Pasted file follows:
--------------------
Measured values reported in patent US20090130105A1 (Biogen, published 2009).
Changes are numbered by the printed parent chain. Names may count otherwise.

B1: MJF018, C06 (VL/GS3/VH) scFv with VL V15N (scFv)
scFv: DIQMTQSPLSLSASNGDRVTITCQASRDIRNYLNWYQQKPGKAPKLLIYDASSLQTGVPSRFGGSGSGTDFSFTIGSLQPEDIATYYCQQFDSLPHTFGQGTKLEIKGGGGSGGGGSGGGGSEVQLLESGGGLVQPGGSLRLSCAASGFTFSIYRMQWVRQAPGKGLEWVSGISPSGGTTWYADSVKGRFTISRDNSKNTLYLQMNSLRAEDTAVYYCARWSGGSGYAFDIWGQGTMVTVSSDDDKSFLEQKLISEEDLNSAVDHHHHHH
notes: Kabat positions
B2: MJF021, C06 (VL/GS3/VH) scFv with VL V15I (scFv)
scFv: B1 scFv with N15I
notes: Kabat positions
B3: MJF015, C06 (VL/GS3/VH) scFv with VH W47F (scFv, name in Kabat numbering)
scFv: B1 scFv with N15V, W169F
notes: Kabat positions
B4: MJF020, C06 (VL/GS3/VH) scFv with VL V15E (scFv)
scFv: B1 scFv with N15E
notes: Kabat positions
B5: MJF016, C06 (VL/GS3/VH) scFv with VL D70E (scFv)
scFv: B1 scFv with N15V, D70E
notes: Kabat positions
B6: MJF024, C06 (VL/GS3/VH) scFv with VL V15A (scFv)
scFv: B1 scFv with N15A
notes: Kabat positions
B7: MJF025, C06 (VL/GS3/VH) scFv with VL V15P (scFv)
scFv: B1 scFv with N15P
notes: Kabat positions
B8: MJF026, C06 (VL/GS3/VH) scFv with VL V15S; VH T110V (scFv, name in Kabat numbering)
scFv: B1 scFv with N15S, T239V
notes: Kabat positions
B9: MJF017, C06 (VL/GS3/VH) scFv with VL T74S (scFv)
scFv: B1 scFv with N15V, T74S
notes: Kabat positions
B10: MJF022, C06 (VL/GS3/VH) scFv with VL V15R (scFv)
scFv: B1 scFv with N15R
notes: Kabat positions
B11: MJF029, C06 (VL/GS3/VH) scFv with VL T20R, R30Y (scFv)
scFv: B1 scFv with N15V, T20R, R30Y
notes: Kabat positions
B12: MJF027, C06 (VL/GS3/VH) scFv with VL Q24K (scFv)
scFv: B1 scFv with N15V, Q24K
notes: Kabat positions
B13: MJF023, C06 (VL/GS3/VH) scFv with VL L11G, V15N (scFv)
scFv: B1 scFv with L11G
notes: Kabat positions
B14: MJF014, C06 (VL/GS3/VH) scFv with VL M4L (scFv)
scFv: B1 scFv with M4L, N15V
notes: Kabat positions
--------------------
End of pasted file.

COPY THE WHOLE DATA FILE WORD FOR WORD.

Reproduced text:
Measured values reported in patent US20090130105A1 (Biogen, published 2009).
Changes are numbered by the printed parent chain. Names may count otherwise.

B1: MJF018, C06 (VL/GS3/VH) scFv with VL V15N (scFv)
scFv: DIQMTQSPLSLSASNGDRVTITCQASRDIRNYLNWYQQKPGKAPKLLIYDASSLQTGVPSRFGGSGSGTDFSFTIGSLQPEDIATYYCQQFDSLPHTFGQGTKLEIKGGGGSGGGGSGGGGSEVQLLESGGGLVQPGGSLRLSCAASGFTFSIYRMQWVRQAPGKGLEWVSGISPSGGTTWYADSVKGRFTISRDNSKNTLYLQMNSLRAEDTAVYYCARWSGGSGYAFDIWGQGTMVTVSSDDDKSFLEQKLISEEDLNSAVDHHHHHH
notes: Kabat positions
B2: MJF021, C06 (VL/GS3/VH) scFv with VL V15I (scFv)
scFv: B1 scFv with N15I
notes: Kabat positions
B3: MJF015, C06 (VL/GS3/VH) scFv with VH W47F (scFv, name in Kabat numbering)
scFv: B1 scFv with N15V, W169F
notes: Kabat positions
B4: MJF020, C06 (VL/GS3/VH) scFv with VL V15E (scFv)
scFv: B1 scFv with N15E
notes: Kabat positions
B5: MJF016, C06 (VL/GS3/VH) scFv with VL D70E (scFv)
scFv: B1 scFv with N15V, D70E
notes: Kabat positions
B6: MJF024, C06 (VL/GS3/VH) scFv with VL V15A (scFv)
scFv: B1 scFv with N15A
notes: Kabat positions
B7: MJF025, C06 (VL/GS3/VH) scFv with VL V15P (scFv)
scFv: B1 scFv with N15P
notes: Kabat positions
B8: MJF026, C06 (VL/GS3/VH) scFv with VL V15S; VH T110V (scFv, name in Kabat numbering)
scFv: B1 scFv with N15S, T239V
notes: Kabat positions
B9: MJF017, C06 (VL/GS3/VH) scFv with VL T74S (scFv)
scFv: B1 scFv with N15V, T74S
notes: Kabat positions
B10: MJF022, C06 (VL/GS3/VH) scFv with VL V15R (scFv)
scFv: B1 scFv with N15R
notes: Kabat positions
B11: MJF029, C06 (VL/GS3/VH) scFv with VL T20R, R30Y (scFv)
scFv: B1 scFv with N15V, T20R, R30Y
notes: Kabat positions
B12: MJF027, C06 (VL/GS3/VH) scFv with VL Q24K (scFv)
scFv: B1 scFv with N15V, Q24K
notes: Kabat positions
B13: MJF023, C06 (VL/GS3/VH) scFv with VL L11G, V15N (scFv)
scFv: B1 scFv with L11G
notes: Kabat positions
B14: MJF014, C06 (VL/GS3/VH) scFv with VL M4L (scFv)
scFv: B1 scFv with M4L, N15V
notes: Kabat positions